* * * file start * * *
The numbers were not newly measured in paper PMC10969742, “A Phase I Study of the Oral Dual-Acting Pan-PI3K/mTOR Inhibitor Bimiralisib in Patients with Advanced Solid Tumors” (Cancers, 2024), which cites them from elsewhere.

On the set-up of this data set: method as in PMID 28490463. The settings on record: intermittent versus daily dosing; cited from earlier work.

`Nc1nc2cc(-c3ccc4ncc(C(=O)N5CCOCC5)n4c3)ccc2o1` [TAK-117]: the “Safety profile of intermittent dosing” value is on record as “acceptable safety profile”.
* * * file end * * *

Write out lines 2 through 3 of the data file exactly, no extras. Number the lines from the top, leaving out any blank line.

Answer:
On the set-up of this data set: method as in PMID 28490463. The settings on record: intermittent versus daily dosing; cited from earlier work.

`Nc1nc2cc(-c3ccc4ncc(C(=O)N5CCOCC5)n4c3)ccc2o1` [TAK-117]: the “Safety profile of intermittent dosing” value is on record as “acceptable safety profile”.